During the early inter-monsoon period, you can experience afternoons as either hot or stormy. This period also records the warmest months in Singapore (April or May).

Similarly, the later inter-monsoon period has stormy afternoons and evenings. 

It’s wetter during this time of the year, which makes sense given how it’s close to the Northeast Monsoon Season’s wet phase. 

What is the rainiest month in Singapore?

Singapore’s rainiest months fall from November to January. December is usually the wettest with about 19 rainy days occurring in the month.
Meanwhile, the island nation is at its driest during the month of February. The weather bureau usually records a mere 9 days of rain during this period.

What is the geography of Singapore?

What is the geography of Singapore

Singapore is in Southeast Asia and located north of the equator. Its borders include the Johor Strait to its north, separating the island from its neighbor Malaysia.

In the south, the Singapore Strait serves as the border of the country north of Indonesia.

While many assume that Singapore is one tiny island, the nation also has several islets surrounding it. 

Most of the land is a plateau enriched by water catchments and natural reserves. There are also occasional hills and peaks, mostly residing at its center.

Geographic regions of Singapore include the granite-rich central region, sedimentary rocks-laden west and southwest regions, and flat and sandy eastern region.

Best Time to Visit Singapore

After knowing about the weather and climate of Singapore, you might be wondering when is the best time to visit the country.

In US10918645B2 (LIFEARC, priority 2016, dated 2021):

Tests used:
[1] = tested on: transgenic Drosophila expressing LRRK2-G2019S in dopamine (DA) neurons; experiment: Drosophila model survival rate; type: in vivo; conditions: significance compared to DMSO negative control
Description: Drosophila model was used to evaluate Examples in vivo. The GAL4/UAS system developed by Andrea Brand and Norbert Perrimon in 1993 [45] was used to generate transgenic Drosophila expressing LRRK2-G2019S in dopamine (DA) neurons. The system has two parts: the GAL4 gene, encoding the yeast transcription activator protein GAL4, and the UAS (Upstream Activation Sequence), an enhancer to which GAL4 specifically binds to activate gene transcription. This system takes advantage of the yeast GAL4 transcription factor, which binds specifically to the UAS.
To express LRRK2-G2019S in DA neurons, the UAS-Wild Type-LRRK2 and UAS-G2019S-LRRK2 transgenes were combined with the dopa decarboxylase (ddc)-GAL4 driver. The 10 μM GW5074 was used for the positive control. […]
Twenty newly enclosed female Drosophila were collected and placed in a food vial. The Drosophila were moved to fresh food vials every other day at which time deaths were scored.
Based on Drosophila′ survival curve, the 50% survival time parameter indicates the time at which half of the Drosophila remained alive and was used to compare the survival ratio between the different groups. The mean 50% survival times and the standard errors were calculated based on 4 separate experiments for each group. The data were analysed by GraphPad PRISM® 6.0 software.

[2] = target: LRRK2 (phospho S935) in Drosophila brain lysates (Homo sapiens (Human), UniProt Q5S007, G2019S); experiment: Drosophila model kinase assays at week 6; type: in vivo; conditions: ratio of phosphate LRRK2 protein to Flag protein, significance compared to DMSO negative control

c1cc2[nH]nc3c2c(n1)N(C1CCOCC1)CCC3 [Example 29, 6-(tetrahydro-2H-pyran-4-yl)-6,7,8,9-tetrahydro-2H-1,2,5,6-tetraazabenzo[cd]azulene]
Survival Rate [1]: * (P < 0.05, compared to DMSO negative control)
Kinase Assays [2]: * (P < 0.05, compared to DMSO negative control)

Well, it’s more than just considering average temperatures and rainfall! 

Which month is best to visit Singapore?

Which month is best to visit Singapore

The best month to visit Singapore depends on when you’re most comfortable exploring and what you intend to do in the city. Here are a few bookable months to take note of.

  • February. This is the driest month in Singapore, making it the perfect day for shopping and exploring the city. However, know that tourist attractions are usually crowded during this time.

Chinese New Year will also fall in February, which means many markets and shops will be closed for a week. Plan with the celebration dates in mind so you can make the most out of your trip. 

  • June to July. These months are perfect for shopaholics who want to take advantage of the sales season. Though, know that it’s the busiest period in the city.
  • December to January. The temperature drops during these months, sparing travelers the sometimes unbearable heat and humidity in the tropics. 

However, expect showers and rain to impede a few of your outdoor plans like evening walks and cycling sessions. The silver lining is that if the weather is good, you can do these things without worrying about a large crowd.

  • August to November. You can expect a smaller crowd during these months, as this period leads to the late inter-monsoon period with its stormy weather. 

Still, the attractions (especially indoor ones) will still make the visit worth it. 

What clothes are best for Singapore weather?

What clothes are best for Singapore weather

It’s best to wear comfortable and light clothing when exploring Singapore. 

Also, wear fabric that works with the tropical climate such as cotton, polyester, silk, and linen.

Exploring Singapore also means a lot of walking, so ensure to wear a pair of comfortable shoes. 

If you’re visiting religious sites, do wear appropriate and modest clothing.

Is it OK to wear shorts in Singapore?

It’s perfectly okay to wear shorts in Singapore. 

That said, change to more appropriate clothes when visiting mosques, temples, and other religious sites as well as fine-dining restaurants.

Can you wear flip-flops in Singapore?

Wearing flip-flops in Singapore is the norm for most locals. That said, tourists can benefit from wearing them if they want to be comfortable during certain activities.

Flip-flops are perfect for beaches, pools, water parks, fishing sites, and markets.